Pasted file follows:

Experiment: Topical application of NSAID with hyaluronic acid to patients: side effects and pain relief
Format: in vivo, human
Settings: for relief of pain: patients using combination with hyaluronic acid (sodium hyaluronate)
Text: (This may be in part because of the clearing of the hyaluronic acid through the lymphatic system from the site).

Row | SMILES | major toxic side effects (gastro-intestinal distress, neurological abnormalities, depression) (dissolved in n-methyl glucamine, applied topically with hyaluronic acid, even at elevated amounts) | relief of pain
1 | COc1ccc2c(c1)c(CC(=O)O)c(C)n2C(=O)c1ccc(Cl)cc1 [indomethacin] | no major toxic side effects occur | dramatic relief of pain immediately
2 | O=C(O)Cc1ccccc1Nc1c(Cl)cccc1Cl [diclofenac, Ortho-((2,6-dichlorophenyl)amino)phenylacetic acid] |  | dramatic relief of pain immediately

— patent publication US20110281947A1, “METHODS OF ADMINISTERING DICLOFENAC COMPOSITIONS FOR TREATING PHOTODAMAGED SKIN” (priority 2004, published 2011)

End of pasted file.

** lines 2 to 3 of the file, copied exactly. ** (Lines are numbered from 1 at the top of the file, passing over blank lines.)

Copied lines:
Format: in vivo, human
Settings: for relief of pain: patients using combination with hyaluronic acid (sodium hyaluronate)